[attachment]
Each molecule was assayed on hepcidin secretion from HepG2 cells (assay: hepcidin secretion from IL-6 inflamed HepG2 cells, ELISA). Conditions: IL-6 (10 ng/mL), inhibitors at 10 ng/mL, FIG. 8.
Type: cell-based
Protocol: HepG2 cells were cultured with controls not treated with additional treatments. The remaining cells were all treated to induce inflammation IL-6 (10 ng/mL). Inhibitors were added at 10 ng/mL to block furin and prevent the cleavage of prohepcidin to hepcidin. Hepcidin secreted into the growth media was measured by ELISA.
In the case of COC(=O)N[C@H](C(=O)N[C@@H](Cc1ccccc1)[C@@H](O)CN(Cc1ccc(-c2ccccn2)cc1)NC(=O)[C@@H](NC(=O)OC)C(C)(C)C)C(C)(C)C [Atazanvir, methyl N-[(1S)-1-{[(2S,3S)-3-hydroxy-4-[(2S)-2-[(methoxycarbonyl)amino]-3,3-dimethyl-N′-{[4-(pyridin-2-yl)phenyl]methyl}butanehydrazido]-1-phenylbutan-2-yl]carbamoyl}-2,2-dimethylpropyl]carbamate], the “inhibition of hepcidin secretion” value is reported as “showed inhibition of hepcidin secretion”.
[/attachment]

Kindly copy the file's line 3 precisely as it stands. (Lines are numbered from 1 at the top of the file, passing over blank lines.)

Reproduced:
Protocol: HepG2 cells were cultured with controls not treated with additional treatments. The remaining cells were all treated to induce inflammation IL-6 (10 ng/mL). Inhibitors were added at 10 ng/mL to block furin and prevent the cleavage of prohepcidin to hepcidin. Hepcidin secreted into the growth media was measured by ELISA.